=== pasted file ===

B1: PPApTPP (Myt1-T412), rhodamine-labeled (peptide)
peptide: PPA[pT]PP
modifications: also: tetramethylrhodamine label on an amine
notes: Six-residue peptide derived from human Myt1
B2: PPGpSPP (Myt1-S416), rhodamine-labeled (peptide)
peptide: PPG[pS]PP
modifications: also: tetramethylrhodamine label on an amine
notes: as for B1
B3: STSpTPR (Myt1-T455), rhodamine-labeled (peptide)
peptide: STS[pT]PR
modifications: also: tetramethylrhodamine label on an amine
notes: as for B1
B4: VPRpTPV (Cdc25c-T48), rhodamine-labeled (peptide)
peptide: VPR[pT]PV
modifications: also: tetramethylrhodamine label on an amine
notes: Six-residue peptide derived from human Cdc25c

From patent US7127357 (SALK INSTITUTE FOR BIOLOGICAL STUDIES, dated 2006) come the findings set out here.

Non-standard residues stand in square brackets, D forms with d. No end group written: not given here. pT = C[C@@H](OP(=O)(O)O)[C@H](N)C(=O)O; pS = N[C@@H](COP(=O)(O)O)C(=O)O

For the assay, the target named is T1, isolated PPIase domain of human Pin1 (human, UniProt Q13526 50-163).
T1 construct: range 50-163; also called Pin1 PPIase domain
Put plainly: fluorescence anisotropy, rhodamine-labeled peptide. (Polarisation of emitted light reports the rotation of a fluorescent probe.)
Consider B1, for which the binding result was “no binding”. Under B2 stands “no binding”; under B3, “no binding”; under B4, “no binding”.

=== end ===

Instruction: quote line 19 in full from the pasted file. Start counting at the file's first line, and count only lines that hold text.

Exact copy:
For the assay, the target named is T1, isolated PPIase domain of human Pin1 (human, UniProt Q13526 50-163).